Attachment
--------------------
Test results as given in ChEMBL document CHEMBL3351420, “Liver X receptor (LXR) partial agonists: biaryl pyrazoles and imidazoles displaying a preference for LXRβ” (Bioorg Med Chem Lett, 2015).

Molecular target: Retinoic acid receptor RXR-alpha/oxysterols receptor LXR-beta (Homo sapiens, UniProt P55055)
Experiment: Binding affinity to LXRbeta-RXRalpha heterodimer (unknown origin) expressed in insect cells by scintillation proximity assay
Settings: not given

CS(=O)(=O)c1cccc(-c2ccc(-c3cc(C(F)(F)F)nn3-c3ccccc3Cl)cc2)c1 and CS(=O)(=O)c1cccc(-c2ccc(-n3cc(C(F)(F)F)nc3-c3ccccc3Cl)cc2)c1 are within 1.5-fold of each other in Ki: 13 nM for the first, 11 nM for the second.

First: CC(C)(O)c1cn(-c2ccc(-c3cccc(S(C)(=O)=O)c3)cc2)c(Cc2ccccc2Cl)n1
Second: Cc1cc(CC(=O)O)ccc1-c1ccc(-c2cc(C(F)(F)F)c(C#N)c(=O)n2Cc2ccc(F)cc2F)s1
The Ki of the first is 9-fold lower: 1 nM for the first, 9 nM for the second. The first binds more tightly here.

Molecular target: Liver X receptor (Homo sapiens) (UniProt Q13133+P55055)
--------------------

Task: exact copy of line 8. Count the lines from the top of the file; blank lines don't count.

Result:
The Ki of the first is 9-fold lower: 1 nM for the first, 9 nM for the second. The first binds more tightly here.